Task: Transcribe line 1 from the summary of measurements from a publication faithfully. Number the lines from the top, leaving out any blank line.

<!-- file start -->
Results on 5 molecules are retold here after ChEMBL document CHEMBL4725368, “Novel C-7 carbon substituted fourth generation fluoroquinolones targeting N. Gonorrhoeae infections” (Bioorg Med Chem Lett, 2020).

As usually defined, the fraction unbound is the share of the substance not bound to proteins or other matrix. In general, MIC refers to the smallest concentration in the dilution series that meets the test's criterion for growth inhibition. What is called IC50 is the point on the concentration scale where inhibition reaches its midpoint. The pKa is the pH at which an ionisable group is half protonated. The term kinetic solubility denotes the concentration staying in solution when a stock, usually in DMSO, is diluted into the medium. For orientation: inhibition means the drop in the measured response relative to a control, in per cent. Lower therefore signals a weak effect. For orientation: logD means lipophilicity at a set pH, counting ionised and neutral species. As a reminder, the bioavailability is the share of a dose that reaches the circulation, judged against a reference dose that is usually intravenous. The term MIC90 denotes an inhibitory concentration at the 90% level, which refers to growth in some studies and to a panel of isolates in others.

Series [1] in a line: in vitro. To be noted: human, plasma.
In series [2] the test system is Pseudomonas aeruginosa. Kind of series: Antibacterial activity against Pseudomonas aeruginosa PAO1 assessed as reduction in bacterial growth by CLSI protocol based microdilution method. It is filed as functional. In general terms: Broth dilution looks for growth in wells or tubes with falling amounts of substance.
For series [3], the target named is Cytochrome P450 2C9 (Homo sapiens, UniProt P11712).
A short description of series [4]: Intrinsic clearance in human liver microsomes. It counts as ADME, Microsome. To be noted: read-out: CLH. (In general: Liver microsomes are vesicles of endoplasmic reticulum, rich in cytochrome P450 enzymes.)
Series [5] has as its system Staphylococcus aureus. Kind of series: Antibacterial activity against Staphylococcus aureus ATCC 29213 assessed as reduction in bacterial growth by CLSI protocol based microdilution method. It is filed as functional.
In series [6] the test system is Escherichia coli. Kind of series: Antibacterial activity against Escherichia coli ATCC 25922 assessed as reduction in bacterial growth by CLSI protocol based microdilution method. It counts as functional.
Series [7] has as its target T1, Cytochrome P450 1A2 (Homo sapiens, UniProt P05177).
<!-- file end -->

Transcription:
Results on 5 molecules are retold here after ChEMBL document CHEMBL4725368, “Novel C-7 carbon substituted fourth generation fluoroquinolones targeting N. Gonorrhoeae infections” (Bioorg Med Chem Lett, 2020).